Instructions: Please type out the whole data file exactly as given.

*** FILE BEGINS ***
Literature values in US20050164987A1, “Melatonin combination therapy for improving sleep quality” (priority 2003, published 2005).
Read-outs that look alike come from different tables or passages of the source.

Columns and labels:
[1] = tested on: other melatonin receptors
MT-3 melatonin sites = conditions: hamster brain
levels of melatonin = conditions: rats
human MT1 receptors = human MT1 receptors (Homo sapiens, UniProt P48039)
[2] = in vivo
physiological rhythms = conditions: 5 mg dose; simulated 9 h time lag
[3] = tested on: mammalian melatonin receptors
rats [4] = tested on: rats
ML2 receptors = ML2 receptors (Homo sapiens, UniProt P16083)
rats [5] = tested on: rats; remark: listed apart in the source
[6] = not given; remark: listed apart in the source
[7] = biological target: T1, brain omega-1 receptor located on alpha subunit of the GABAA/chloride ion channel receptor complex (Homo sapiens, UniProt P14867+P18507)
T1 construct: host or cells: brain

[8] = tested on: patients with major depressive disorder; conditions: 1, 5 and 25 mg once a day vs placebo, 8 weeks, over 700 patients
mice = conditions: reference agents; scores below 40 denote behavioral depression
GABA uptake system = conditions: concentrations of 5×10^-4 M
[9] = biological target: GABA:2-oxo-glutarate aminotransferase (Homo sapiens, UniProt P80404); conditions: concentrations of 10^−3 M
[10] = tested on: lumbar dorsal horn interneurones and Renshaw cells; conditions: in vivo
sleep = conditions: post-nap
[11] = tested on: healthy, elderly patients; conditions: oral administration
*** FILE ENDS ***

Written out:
Literature values in US20050164987A1, “Melatonin combination therapy for improving sleep quality” (priority 2003, published 2005).
Read-outs that look alike come from different tables or passages of the source.

Columns and labels:
[1] = tested on: other melatonin receptors
MT-3 melatonin sites = conditions: hamster brain
levels of melatonin = conditions: rats
human MT1 receptors = human MT1 receptors (Homo sapiens, UniProt P48039)
[2] = in vivo
physiological rhythms = conditions: 5 mg dose; simulated 9 h time lag
[3] = tested on: mammalian melatonin receptors
rats [4] = tested on: rats
ML2 receptors = ML2 receptors (Homo sapiens, UniProt P16083)
rats [5] = tested on: rats; remark: listed apart in the source
[6] = not given; remark: listed apart in the source
[7] = biological target: T1, brain omega-1 receptor located on alpha subunit of the GABAA/chloride ion channel receptor complex (Homo sapiens, UniProt P14867+P18507)
T1 construct: host or cells: brain

[8] = tested on: patients with major depressive disorder; conditions: 1, 5 and 25 mg once a day vs placebo, 8 weeks, over 700 patients
mice = conditions: reference agents; scores below 40 denote behavioral depression
GABA uptake system = conditions: concentrations of 5×10^-4 M
[9] = biological target: GABA:2-oxo-glutarate aminotransferase (Homo sapiens, UniProt P80404); conditions: concentrations of 10^−3 M
[10] = tested on: lumbar dorsal horn interneurones and Renshaw cells; conditions: in vivo
sleep = conditions: post-nap
[11] = tested on: healthy, elderly patients; conditions: oral administration